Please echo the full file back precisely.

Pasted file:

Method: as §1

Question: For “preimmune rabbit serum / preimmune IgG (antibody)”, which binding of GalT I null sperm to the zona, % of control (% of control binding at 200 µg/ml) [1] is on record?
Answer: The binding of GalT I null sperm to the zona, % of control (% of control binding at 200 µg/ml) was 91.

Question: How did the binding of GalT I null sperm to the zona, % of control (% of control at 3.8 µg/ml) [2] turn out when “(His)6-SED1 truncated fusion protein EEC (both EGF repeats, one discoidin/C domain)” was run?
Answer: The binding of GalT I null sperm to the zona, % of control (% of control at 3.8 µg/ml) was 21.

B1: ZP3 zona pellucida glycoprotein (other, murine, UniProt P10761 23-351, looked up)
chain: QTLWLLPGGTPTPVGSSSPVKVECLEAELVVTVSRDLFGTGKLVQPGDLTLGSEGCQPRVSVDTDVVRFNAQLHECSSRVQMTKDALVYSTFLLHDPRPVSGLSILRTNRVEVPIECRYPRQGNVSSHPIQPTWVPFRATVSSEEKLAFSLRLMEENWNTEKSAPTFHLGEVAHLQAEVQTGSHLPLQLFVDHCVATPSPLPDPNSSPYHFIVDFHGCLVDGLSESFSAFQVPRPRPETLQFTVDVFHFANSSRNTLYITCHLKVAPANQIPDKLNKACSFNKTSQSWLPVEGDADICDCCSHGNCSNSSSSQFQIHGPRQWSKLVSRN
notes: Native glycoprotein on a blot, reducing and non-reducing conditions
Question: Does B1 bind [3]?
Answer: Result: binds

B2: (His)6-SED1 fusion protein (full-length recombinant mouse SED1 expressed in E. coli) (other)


Method: as §1

Question: For “preimmune rabbit serum / preimmune IgG (antibody)”, which binding of GalT I null sperm to the zona, % of control (% of control binding at 200 µg/ml) [1] is on record?
Answer: The binding of GalT I null sperm to the zona, % of control (% of control binding at 200 µg/ml) was 91.

Question: How did the binding of GalT I null sperm to the zona, % of control (% of control at 3.8 µg/ml) [2] turn out when “(His)6-SED1 truncated fusion protein EEC (both EGF repeats, one discoidin/C domain)” was run?
Answer: The binding of GalT I null sperm to the zona, % of control (% of control at 3.8 µg/ml) was 21.

B1: ZP3 zona pellucida glycoprotein (other, murine, UniProt P10761 23-351, looked up)
chain: QTLWLLPGGTPTPVGSSSPVKVECLEAELVVTVSRDLFGTGKLVQPGDLTLGSEGCQPRVSVDTDVVRFNAQLHECSSRVQMTKDALVYSTFLLHDPRPVSGLSILRTNRVEVPIECRYPRQGNVSSHPIQPTWVPFRATVSSEEKLAFSLRLMEENWNTEKSAPTFHLGEVAHLQAEVQTGSHLPLQLFVDHCVATPSPLPDPNSSPYHFIVDFHGCLVDGLSESFSAFQVPRPRPETLQFTVDVFHFANSSRNTLYITCHLKVAPANQIPDKLNKACSFNKTSQSWLPVEGDADICDCCSHGNCSNSSSSQFQIHGPRQWSKLVSRN
notes: Native glycoprotein on a blot, reducing and non-reducing conditions
Question: Does B1 bind [3]?
Answer: Result: binds

B2: (His)6-SED1 fusion protein (full-length recombinant mouse SED1 expressed in E. coli) (other)